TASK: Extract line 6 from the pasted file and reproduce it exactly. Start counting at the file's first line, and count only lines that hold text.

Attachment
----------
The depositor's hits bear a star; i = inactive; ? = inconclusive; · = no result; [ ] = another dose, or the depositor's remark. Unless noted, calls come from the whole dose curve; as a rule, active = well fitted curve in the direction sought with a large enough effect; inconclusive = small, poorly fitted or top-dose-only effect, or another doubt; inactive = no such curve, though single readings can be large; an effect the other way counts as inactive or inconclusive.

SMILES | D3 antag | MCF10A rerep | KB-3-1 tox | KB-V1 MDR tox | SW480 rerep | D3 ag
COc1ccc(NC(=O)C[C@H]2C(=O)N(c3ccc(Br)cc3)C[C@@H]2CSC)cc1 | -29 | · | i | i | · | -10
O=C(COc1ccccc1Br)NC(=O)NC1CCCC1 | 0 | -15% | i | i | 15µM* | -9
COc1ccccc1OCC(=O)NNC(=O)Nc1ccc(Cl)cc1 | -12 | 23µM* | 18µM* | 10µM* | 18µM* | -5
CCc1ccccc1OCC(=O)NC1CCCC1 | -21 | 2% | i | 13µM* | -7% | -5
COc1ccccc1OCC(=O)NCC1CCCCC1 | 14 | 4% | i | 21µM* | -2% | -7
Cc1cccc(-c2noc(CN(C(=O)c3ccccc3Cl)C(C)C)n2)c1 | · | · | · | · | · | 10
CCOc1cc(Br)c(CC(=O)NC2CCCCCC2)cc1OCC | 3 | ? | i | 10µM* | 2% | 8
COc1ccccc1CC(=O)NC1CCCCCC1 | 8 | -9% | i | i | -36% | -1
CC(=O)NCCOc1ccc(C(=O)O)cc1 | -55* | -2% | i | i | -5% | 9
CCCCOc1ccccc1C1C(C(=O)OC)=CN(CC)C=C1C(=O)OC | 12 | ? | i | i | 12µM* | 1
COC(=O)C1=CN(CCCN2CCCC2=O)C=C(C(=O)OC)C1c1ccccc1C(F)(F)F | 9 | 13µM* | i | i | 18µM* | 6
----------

CCc1ccccc1OCC(=O)NC1CCCC1 | -21 | 2% | i | 13µM* | -7% | -5